Every year on Christmas Eve we have a Feast Of The Seven Fishes. We’re not of Italian descent, but our mother believed in celebrating every holiday that had good food.
We’ve previously shared some our past menus:
We love cornmeal-crusted fried calamari. Sadly, we haven’t seen it on a restaurant menu in several years. Even eateries that are more creative with their food use all-purpose flour.
So, much as we’re not keen on deep frying in our apartment kitchen with no exhaust fan, we’re jonesing for some cornmeal.
Our favorite flour for frying is cornmeal; our favorite breadcrumbs are panko, which we use instead of the fresh breadcrumbs in the original recipe. We also use the cornmeal-panko combination for fried chicken.
If you have corn flour instead of cornmeal, use it. The difference is that corn flour is ground to a much finer texture than cornmeal.
RECIPE: CORNMEAL CRUSTED FRIED SQUID
Ingredients 6 Servings
Top photo courtesy Sydney Fish Market. Middle photo courtesy CB Crabcakes. Bottom photo courtesy Bull & Bear.
1. SLICE the squid tubes into two or three sections, turn them inside out and wipe firmly with a clean, damp cloth to remove any membrane. Then slice into rings. Cut the tentacles (a delicacy we love!) in half.
2. SEASON the flour well with salt and pepper and place in a bowl. Place the eggs in another bowl and the breadcrumbs in a third bowl.
3. DUST squid in flour, shaking off any excess. Then dip into the egg, drain well and coat in breadcrumbs. Place on a plate, cover and refrigerate for 30 minutes.
4. HEAT the oil oil in a wok or deep-fryer to 360°F/180°C. Deep-fry squid in batches, for 1-2 minutes, until golden and crisp (frying for more than two minutes will toughen the squid). Drain on paper towels. Cool the oil between batches; skim it to remove any loose crumbs.
1. PULSE day-old (or stale) bread in a food processor until finely crumbed.
2. STORE in an airtight container in the freezer to use whenever breadcrumbs are required. You can mix crumbs from different types of bread, and always have a crumbs on hand while finding a good use for old bread.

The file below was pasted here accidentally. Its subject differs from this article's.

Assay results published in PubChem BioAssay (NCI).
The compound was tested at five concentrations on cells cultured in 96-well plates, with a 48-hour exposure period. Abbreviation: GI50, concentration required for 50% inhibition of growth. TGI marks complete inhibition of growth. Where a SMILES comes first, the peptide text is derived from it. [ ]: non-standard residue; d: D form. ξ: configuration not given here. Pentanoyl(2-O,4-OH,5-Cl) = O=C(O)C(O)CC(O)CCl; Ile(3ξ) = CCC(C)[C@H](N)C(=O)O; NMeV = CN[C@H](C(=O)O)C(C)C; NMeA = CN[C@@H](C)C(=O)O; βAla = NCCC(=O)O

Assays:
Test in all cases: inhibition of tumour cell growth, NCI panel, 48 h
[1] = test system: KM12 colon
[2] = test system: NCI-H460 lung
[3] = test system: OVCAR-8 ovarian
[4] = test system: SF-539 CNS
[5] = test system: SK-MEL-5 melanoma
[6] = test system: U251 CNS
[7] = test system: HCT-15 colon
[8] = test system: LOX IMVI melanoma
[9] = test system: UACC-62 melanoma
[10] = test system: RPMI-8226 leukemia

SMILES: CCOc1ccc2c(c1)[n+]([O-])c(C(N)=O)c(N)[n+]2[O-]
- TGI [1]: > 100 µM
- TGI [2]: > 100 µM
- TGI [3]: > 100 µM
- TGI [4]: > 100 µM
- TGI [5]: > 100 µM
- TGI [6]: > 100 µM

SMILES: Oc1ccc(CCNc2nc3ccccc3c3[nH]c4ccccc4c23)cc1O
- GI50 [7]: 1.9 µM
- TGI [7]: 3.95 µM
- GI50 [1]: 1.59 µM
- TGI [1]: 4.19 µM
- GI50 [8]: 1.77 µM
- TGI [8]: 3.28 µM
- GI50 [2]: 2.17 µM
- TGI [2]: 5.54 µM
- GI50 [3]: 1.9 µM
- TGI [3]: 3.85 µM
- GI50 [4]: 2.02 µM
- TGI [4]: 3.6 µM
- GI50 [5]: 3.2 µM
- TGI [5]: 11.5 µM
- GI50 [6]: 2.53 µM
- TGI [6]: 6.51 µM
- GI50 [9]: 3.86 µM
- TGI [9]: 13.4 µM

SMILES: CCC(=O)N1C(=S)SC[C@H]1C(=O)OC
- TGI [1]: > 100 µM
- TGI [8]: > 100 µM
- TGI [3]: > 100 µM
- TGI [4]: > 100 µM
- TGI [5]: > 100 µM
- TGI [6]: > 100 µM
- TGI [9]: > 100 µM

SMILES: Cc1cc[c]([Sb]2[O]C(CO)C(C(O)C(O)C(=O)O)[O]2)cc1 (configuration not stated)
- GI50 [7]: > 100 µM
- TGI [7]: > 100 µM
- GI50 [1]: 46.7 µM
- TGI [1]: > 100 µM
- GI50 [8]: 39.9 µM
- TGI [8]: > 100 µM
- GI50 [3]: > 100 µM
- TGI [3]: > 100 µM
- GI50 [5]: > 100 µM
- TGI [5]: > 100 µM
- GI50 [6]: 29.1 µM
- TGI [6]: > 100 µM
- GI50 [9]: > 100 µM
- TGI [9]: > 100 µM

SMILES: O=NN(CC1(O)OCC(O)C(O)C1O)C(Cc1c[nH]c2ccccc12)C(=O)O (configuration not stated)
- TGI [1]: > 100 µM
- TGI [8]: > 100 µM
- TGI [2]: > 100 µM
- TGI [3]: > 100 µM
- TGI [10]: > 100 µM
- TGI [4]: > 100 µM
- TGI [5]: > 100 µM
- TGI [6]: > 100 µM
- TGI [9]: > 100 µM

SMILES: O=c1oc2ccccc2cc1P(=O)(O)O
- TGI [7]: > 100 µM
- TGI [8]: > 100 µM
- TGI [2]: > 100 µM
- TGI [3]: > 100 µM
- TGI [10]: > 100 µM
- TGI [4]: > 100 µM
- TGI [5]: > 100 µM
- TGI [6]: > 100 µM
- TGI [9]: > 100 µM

SQUID VS. CALAMARI: THE DIFFERENCE
In The Beginning: Taxonomy
While “calamari” has become a culinary term that encompasses calamari, squid and even cuttlefish, they are “different species,” as the popular term goes. Literally, they are in different orders; and below the order level are hundreds of genuses of “squid” worldwide, differing in size, skin color and other features.
If your eyes are starting to glaze over, skip to the next section, “The Source Of The Confusion.” Otherwise, soldier on:
One step down from the top taxonomy, Kingdom (here Animalia) is the phylum Mollusca.
Remember your high school biology? After kingdom and phylum comes class, and there are two tasty ones that comprise most of the seafood we eat. Squid and calamari are members of Cephalopoda class; clams, geoducks, mussels, oysters and scallops are in the class Bivalvia. Lobsters, shrimp and other crustaceans differ one level up, at the phylum levele Arthropoda.
Squid, calamari and cuttlefish are known as cephalopods, mollusks that have lost their hard shells in the evolutionary process. They are members of the class Cephalopoda and subclass Coleoidea. The Coleoidea subclass also includes octopus. They then fall into different families, then species, then genuses within the species.
After Class is the Order level, where there is a parting of ways: squid and calamari to the order Teuthida and cuttlefish to the order Sepiida. Food geeks who want to know more can check out the full taxonomy.
Treat cephalopods with the respect they deserve: Scientists believe that the ancestors of modern cephalopods diverged from the primitive, externally-shelled Nautilus (Nautiloidea) some 438 million years ago. This was before there were fish in the ocean, before the first mammals appeared on land, before vertebrates crawled from the sea onto land, and even before Earth had upright plants.
Cephalopods were once one of the dominant life forms in the world’s oceans. Today there are only about 800 living species of cephalopods, compared with 30,000 species of bony fish. [Source]
The Source Of The Confusion
Calamari are plentiful in the Mediterranean Sea; Italians call the live and cooked versions calamari (the singular is calamaro). Since most people in English-speaking countries first encountered dishes called calamari in Italian restaurants, the word is used interchangeably.
Truth to tell, Italian restaurants in America may well have been selling squid. Wholesalers and retailers blur the lines. Given the scientific complexities, it’s best to let this one lie and use the words interchangeably. Most people couldn’t tell the difference once they’re cleaned and cooked.
However, if you’re buying raw squid/calamari, you can tell the two apart by the fins: